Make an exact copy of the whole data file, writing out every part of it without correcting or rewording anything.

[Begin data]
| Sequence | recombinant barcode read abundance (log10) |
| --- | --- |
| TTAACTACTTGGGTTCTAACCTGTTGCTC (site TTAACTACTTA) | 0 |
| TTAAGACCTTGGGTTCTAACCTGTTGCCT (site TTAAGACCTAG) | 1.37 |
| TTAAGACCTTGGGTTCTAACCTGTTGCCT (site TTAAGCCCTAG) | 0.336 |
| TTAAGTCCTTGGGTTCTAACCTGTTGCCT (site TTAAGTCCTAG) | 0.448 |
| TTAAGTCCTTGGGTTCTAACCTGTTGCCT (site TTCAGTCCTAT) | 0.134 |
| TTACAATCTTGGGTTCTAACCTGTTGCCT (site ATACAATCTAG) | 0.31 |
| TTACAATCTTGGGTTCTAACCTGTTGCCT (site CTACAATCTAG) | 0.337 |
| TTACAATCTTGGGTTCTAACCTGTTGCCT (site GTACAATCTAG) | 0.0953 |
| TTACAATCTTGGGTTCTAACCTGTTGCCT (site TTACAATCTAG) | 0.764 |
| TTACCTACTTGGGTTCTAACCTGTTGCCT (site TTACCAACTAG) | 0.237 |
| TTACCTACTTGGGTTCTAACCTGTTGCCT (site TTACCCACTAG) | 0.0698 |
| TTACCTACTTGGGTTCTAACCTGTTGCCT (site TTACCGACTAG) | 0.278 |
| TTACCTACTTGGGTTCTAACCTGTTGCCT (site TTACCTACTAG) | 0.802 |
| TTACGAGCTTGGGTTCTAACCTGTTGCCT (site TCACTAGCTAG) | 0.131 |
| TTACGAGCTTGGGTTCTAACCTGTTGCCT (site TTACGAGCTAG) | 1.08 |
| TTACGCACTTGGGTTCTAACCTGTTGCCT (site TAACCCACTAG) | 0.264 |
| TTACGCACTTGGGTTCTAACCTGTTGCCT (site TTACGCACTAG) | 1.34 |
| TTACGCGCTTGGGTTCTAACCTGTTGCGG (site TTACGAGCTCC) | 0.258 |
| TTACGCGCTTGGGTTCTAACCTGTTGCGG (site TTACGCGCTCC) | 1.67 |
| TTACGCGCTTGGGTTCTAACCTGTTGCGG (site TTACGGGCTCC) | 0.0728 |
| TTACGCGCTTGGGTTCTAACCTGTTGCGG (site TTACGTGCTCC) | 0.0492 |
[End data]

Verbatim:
| Sequence | recombinant barcode read abundance (log10) |
| --- | --- |
| TTAACTACTTGGGTTCTAACCTGTTGCTC (site TTAACTACTTA) | 0 |
| TTAAGACCTTGGGTTCTAACCTGTTGCCT (site TTAAGACCTAG) | 1.37 |
| TTAAGACCTTGGGTTCTAACCTGTTGCCT (site TTAAGCCCTAG) | 0.336 |
| TTAAGTCCTTGGGTTCTAACCTGTTGCCT (site TTAAGTCCTAG) | 0.448 |
| TTAAGTCCTTGGGTTCTAACCTGTTGCCT (site TTCAGTCCTAT) | 0.134 |
| TTACAATCTTGGGTTCTAACCTGTTGCCT (site ATACAATCTAG) | 0.31 |
| TTACAATCTTGGGTTCTAACCTGTTGCCT (site CTACAATCTAG) | 0.337 |
| TTACAATCTTGGGTTCTAACCTGTTGCCT (site GTACAATCTAG) | 0.0953 |
| TTACAATCTTGGGTTCTAACCTGTTGCCT (site TTACAATCTAG) | 0.764 |
| TTACCTACTTGGGTTCTAACCTGTTGCCT (site TTACCAACTAG) | 0.237 |
| TTACCTACTTGGGTTCTAACCTGTTGCCT (site TTACCCACTAG) | 0.0698 |
| TTACCTACTTGGGTTCTAACCTGTTGCCT (site TTACCGACTAG) | 0.278 |
| TTACCTACTTGGGTTCTAACCTGTTGCCT (site TTACCTACTAG) | 0.802 |
| TTACGAGCTTGGGTTCTAACCTGTTGCCT (site TCACTAGCTAG) | 0.131 |
| TTACGAGCTTGGGTTCTAACCTGTTGCCT (site TTACGAGCTAG) | 1.08 |
| TTACGCACTTGGGTTCTAACCTGTTGCCT (site TAACCCACTAG) | 0.264 |
| TTACGCACTTGGGTTCTAACCTGTTGCCT (site TTACGCACTAG) | 1.34 |
| TTACGCGCTTGGGTTCTAACCTGTTGCGG (site TTACGAGCTCC) | 0.258 |
| TTACGCGCTTGGGTTCTAACCTGTTGCGG (site TTACGCGCTCC) | 1.67 |
| TTACGCGCTTGGGTTCTAACCTGTTGCGG (site TTACGGGCTCC) | 0.0728 |
| TTACGCGCTTGGGTTCTAACCTGTTGCGG (site TTACGTGCTCC) | 0.0492 |